“Kill The Moon” starts out and finishes with two somewhat ridiculous premises and that is all that robs the episode of perfection. In trying to suddenly be human to Courtney (at Clara’s behest), The Doctor chooses to take Courtney to the moon to be the first woman to step foot on the moon. That premise is fine, but in the Doctor Who universe, that would mean going back to the past: early in the third season of the relaunched Doctor Who, the episode “Smith And Jones” had plenty of humans stuck on the moon. In short, writer Peter Harness fails to adequately explain why The Doctor would need to go into the future to make Courtney the first woman on the moon; especially when it would take the TARDIS to one of history’s blind spots for The Doctor. The only other serious problem with the episode comes at the episode’s climax. In reality, there are no entities that are born pregnant – the closest would be in Star Trek’s “The Trouble With Tribbles” (reviewed here!) and that is, obviously, not reality. So, while “Kill The Moon” could not – even in the Doctor Who Universe – end without the Earth having a moon, the way that happens is not intellectually satisfying. The biology of an egg that takes 100,000,000 years to gestate, ten years to hatch and then both cracks out almost instantly with the ability to drop a new egg is dubious.

Even so, “Kill The Moon” is impressive and smart. When the TARDIS appears on the moon and the crew is hunted by the spiders that are revealed to be massive single-celled organisms, I had the fear that “Kill The Moon” would actually just be a cheap retread of the Star Trek: Voyager episode “Macrocosm” (reviewed here!). Fortunately, the episode quickly moves away from being a suspense or action episode. Instead, “Kill The Moon” becomes a simultaneous debate on the sanctity of life (whether it is ethical to destroy a planet to let a unique life form come into being or if humanity must be saved) and the power of choice. Doctor Who does not offer easy answers and perhaps one of the greatest moments in the new Doctor’s story is when he declares that humans have to make some of their own choices unimpeded by an alien like him and he abandons Clara on the moon.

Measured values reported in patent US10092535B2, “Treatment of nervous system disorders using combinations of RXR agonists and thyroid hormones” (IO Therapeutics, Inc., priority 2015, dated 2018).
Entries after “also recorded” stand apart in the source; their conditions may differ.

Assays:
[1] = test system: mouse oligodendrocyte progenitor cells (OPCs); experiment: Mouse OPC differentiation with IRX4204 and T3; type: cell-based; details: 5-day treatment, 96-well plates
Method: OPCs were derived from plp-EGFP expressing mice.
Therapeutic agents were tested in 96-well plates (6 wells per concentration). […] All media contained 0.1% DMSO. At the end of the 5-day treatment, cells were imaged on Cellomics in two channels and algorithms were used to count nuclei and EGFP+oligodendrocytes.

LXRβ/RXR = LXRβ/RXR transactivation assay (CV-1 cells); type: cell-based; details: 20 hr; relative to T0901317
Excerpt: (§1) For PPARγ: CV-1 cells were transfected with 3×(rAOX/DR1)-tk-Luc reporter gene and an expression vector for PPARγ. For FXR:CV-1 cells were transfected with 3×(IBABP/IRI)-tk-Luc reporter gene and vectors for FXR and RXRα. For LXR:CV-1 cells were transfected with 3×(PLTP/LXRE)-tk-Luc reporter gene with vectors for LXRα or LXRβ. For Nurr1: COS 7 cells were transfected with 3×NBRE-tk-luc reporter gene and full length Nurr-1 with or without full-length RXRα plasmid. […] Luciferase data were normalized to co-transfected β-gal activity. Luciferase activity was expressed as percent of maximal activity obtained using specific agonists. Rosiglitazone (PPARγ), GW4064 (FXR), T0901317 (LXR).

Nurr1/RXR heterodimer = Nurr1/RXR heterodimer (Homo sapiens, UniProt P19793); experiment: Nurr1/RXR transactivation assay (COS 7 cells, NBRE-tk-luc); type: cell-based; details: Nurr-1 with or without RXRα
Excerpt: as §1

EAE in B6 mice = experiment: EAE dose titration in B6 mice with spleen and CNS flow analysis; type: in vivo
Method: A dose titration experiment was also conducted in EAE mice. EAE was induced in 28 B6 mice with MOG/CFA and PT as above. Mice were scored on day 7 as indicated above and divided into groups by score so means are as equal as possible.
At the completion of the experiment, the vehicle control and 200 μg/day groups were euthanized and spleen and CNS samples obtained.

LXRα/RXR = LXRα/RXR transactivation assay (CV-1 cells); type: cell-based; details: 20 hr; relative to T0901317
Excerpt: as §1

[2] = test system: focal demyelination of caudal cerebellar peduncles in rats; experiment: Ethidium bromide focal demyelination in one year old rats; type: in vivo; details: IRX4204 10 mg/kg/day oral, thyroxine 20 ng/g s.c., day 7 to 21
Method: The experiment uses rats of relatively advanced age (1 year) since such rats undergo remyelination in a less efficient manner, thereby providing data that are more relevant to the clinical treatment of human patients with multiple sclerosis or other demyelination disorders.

“Kill The Moon” climaxes in a conflict between The Doctor and Clara. Truth be told, I’m not a huge fan of Clara. But in “Kill The Moon,” Clara rises to the occasion and becomes a viable and interesting character who does not want the responsibility of make a choice for all of humanity. That and her profound and realistic reaction to the Doctor’s actions make her suddenly viable and compelling. Jenna Coleman sells Clara’s angst perfectly and her fury after the action of the episode is intensely-delivered.

Even Ellis George rises to the occasion as Courtney. Courtney was a pretty generic brat in “The Caretaker,” but in “Kill The Moon,” she has a very interesting and realistic arc. George plays Courtney as a girl who oscillates between excited, terrified and bored. She manages to play all along the emotional spectrum without ever feeling erratic or like she is not playing the same character throughout.

Peter Capaldi is wonderful as The Doctor in “Kill The Moon.” Instead of just being cranky, Capaldi plays The Doctor as existing on a higher moral plane. The Doctor refuses to advocate killing the emergent life form and he asks Clara to take a moral stand, without stepping in to make the choice for her. Until now, The Doctor has been cranky and short-tempered – in fact, his prior crankiness is what initiates the action of the episode. In “Kill The Moon,” he moves beyond that to a place where he exhibits faith and genuine appreciation for Clara and humanity in general. Capaldi makes the transition work.

Ultimately, “Kill The Moon” is science fiction at its best (more or less): it has an audacious premise, but grounds the extraordinary in a universal or deeply human theme. That makes the episode successful when it could have been ridiculous.

[Knowing that single episodes are an inefficient way to get episodes, it's worth looking into Doctor Who - The Complete Eighth Season on DVD or Blu-Ray, which is also a better economical choice than buying individual episodes. Read my review of the debut season of Peter Capaldi as The Doctor here!


For other Doctor Who episode and movie reviews, please visit my Doctor Who Review Index Page!

© 2014 W.L. Swarts. May not be reprinted without permission.